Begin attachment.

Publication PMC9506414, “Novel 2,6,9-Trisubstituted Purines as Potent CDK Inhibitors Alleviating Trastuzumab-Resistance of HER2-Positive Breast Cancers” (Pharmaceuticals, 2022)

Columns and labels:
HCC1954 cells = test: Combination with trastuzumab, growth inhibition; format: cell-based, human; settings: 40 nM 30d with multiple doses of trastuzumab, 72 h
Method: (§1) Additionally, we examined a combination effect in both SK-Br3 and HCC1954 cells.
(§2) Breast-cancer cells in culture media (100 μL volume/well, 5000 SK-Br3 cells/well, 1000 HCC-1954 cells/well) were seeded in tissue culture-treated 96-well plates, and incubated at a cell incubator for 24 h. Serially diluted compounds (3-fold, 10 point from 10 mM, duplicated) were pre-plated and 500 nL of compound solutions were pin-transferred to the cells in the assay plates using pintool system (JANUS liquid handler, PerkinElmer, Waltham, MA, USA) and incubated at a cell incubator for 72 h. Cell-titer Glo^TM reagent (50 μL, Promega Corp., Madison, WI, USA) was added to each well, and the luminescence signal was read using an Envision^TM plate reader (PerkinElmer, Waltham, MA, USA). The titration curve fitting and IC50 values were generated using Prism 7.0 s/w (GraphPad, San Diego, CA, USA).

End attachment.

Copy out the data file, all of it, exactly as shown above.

Publication PMC9506414, “Novel 2,6,9-Trisubstituted Purines as Potent CDK Inhibitors Alleviating Trastuzumab-Resistance of HER2-Positive Breast Cancers” (Pharmaceuticals, 2022)

Columns and labels:
HCC1954 cells = test: Combination with trastuzumab, growth inhibition; format: cell-based, human; settings: 40 nM 30d with multiple doses of trastuzumab, 72 h
Method: (§1) Additionally, we examined a combination effect in both SK-Br3 and HCC1954 cells.
(§2) Breast-cancer cells in culture media (100 μL volume/well, 5000 SK-Br3 cells/well, 1000 HCC-1954 cells/well) were seeded in tissue culture-treated 96-well plates, and incubated at a cell incubator for 24 h. Serially diluted compounds (3-fold, 10 point from 10 mM, duplicated) were pre-plated and 500 nL of compound solutions were pin-transferred to the cells in the assay plates using pintool system (JANUS liquid handler, PerkinElmer, Waltham, MA, USA) and incubated at a cell incubator for 72 h. Cell-titer Glo^TM reagent (50 μL, Promega Corp., Madison, WI, USA) was added to each well, and the luminescence signal was read using an Envision^TM plate reader (PerkinElmer, Waltham, MA, USA). The titration curve fitting and IC50 values were generated using Prism 7.0 s/w (GraphPad, San Diego, CA, USA).